Many of Brazil’s top-selling cars are potential death traps when involved in collisions at moderate speeds, an independent study has found.
The findings come amid soaring road deaths as the country’s growing middle class takes to the roads.
Tests by Latin NCAP (New Car Assessment Program), the regional affiliate of an organization that conducts crash safety tests for European cars, found that many basic models made in Brazil and sold throughout Latin America lacked airbags and had poorly structured cabins.
Most of these, which included models made by Volkswagen, Fiat, Chevrolet, Ford and Peugeot, scored one star out of a possible five – the second-lowest rating for safety in a head-on collision. A model from China’s Geely scored zero.
“One star – that is equivalent to a dead driver,” said David Ward, secretary-general of Global NCAP, backed by the FIA Foundation of the motoring organizations’ body Fédération Internationale de l’Automobile.
Road deaths are rising rapidly in Brazil as car ownership grows, with the country overtaking Germany last year as the fourth-biggest market globally. Brazil’s health ministry ranks the country fifth for road mortalities after India, China, the United States and Russia.
Fatalities rose by almost a quarter to 40,610 in 2010 compared with 2002 – when Brazil’s economic boom took off.
“Today’s best-selling cars in Latin America are providing levels of safety 20 years behind the ‘five-star’ standards now common in Europe and North America,” Latin NCAP said in a statement.
The organization independently crash-tested the best-selling basic models built in Brazil, before accepting models from the manufacturers that included airbags. These models performed better, garnering between two and four stars.
Among the leading manufacturers, the basic version of Volkswagen’s best-selling Gol 1.6 litre scored one star in the crash test, which was conducted at 64 kilometres an hour. The Gol with two airbags scored three stars – a survival rating in a collision.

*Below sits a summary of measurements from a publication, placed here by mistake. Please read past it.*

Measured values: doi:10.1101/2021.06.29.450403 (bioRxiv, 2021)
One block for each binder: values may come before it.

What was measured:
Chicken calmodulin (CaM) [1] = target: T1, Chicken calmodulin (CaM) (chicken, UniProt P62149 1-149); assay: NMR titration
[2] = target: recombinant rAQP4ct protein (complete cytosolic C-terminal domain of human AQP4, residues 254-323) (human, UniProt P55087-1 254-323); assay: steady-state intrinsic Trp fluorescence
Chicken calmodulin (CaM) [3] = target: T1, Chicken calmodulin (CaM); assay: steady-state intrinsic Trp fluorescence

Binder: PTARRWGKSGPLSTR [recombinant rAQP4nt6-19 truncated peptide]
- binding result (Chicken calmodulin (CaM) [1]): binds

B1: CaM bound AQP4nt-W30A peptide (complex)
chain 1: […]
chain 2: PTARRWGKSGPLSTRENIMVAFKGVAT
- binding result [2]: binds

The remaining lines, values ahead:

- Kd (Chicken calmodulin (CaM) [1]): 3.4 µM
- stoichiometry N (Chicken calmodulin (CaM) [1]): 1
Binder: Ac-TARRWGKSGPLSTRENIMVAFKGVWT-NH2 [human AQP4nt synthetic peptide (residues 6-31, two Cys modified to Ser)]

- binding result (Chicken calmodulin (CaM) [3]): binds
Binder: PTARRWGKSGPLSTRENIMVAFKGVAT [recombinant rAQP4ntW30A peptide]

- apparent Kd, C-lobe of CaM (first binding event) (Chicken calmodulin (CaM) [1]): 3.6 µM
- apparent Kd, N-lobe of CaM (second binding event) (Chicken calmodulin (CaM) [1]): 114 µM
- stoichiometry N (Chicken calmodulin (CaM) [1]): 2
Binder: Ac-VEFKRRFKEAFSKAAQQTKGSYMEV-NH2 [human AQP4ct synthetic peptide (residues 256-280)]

Most basic models of all manufacturers also performed badly for child seats.
“Volkswagen is the pioneer in implementing a development centre for vehicle safety in Brazil,” the car company said, defending its record on safety in response to the tests.
It said it had conducted its first crash test in the country in 1971. “Of course, a car without airbag does not reach the same performance in crash tests in relation to a vehicle equipped with an airbag,” Volkswagen added.
Ford and GM declined to comment. Fiat and Brazil’s car distributors’ federation Fenabrave and the manufacturers’ association Anfavea were unavailable for comment.
Mr. Ward said the problem was that cars with safety features such as airbags and antilock braking systems in Brazil and other emerging markets were priced significantly higher than those without – leading new car buyers to opt for the cheaper versions.
Latin American governments made the situation worse by not mandating basic UN crash test safety standards, although Brazil is set to introduce such measures in 2014.
“What it clearly shows is that the lack of regulation has given manufacturers no incentive to do better when they know perfectly well how they can do better,” Mr. Ward said.
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